There are four terms we use most often to describe the brands we carry - sustainable, ethically-made, locally-made, and independent. They are all important for different reasons, but there is a lot of confusion and debate surrounding these terms in the fashion industry as well as overlap in their meanings. Here is what it all means to us:
A sustainable brand either uses sustainable manufacturing practices and/or sustainable fabrics. Examples of this would be using eco-friendly or natural dyes on fabric; using certified organic cotton or other easy to replenish fiber sources like bamboo, modal, or hemp; using dead stock fabrics, which means fabrics lying around in bolts that are vintage or have been discarded from design houses; minimizing packaging, waste, and water usage from the manufacturing process; producing items to order rather than in mass quantities with the sole purpose of driving down per unit cost; and making items out of quality fabrics made to last generations instead of cheap throw away trendy pieces. There is no regulatory system in the fashion industry rating these companies. Some brands are more sustainable than others, thinking about sustainability at every level, and some only focus on one aspect.
Most sustainable brands also have ethical or transparent practices, which speaks more to the working conditions of and compensation to the factory workers and artisans creating your garments, accessories, and shoes. Fair-trade would fall in this category as well as philanthropic companies that give back to the villages producing the goods or non-profits doing social and environmental good. Things can be made ethically anywhere, including China, and poor wages and working conditions can exist in the US. Not all ethical brands are sustainable because sustainability has more to do with environmental impact. Ethically-made is often confused with being vegan. Vegan products are made from materials not sourced from animals or living things (like not buying products made from leather, beeswax, and traditional silk).
This is exactly what it sounds like - items made locally. These can be produced in a factory setting or by one person designing and producing everything, whether it be jewelry, clothing, skincare, pottery, etc.. Some of our local brands have started out as a one person business and grown by managing their own mini-factory, by working with local established industry professionals, or by doing a hybrid of the two and even seeking some help in Los Angeles. Why does local matter? Because local can be environmentally friendly. Not just if the company has sustainable practices, but because product isn't being shipped all over the world to reach you. Many of our local designers drop off the orders at the shop or I pick them up. That means very minimal packaging and resources like gas to get products to our shop. Then there is the local economy. Spending in your local economy has a trickling effect. If you buy a local good, then the money goes to a person living in your same community, a person that then buys something like groceries or goes to a restaurant in the same community. Each time money is spent it is taxed and that means your city is getting more money to spend on dealing with it's problems. Spending more money in your local economy also means local job growth. If a local brand (or business) grows, then they need to hire local staff.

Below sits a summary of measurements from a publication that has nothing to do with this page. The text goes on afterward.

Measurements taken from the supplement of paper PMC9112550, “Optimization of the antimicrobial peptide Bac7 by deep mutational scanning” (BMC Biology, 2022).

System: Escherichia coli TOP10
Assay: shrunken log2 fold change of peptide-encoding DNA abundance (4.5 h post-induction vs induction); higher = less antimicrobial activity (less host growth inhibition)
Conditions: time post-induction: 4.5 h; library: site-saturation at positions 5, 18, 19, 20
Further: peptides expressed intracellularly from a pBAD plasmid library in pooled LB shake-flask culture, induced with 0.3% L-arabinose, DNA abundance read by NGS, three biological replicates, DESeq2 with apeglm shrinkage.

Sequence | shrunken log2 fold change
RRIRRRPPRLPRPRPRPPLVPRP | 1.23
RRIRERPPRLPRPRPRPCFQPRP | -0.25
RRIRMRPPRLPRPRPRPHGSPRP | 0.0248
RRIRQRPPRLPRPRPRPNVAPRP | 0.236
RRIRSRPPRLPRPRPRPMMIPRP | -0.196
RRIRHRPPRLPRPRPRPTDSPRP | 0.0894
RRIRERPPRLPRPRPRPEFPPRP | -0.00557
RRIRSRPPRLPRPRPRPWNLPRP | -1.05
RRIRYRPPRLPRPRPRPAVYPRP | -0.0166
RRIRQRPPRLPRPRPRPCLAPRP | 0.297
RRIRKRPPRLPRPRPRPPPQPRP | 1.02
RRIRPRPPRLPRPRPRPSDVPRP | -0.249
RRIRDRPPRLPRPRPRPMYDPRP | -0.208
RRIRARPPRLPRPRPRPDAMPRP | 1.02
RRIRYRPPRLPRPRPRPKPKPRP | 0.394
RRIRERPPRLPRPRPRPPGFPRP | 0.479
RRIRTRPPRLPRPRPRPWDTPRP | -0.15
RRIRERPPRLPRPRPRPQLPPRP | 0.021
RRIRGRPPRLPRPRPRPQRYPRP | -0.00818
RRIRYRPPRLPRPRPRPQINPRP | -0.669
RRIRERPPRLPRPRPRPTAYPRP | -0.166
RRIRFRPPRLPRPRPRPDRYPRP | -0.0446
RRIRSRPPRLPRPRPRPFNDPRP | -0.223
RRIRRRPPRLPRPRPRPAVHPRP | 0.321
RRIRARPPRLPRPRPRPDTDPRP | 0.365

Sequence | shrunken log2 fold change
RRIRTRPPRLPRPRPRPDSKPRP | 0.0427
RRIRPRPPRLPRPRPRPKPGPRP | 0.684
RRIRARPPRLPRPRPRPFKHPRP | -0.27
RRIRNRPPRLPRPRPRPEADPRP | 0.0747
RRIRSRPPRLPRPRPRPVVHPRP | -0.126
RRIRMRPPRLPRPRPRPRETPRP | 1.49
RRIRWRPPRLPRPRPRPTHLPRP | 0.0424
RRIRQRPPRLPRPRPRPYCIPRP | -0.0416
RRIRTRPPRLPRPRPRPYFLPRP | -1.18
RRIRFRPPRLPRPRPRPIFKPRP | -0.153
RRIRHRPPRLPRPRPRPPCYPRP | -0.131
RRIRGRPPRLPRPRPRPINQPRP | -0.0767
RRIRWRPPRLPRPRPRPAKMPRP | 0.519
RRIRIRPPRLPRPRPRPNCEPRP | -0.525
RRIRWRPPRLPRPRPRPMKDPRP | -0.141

An independent brand could be sustainable and ethically-made, but this term is more about who owns the company. Our preference is to work with brands that are owned by the creative force behind the business, which means the designer who started the business still owns and runs the company. A company can absolutely be ethically-made and sustainable but not be independent because they have built a company on a business model like fair-trade or one for one. It's not necessarily negative to not be independent, but when you buy from an independent brand it's easier to trace who the money is going to, who is making the garments, and who is responsible for the creative aspects of the business. I think this is especially important for women-owned brands.
Here is a link from Greenstrategy.com about other forms of sustainable fashion.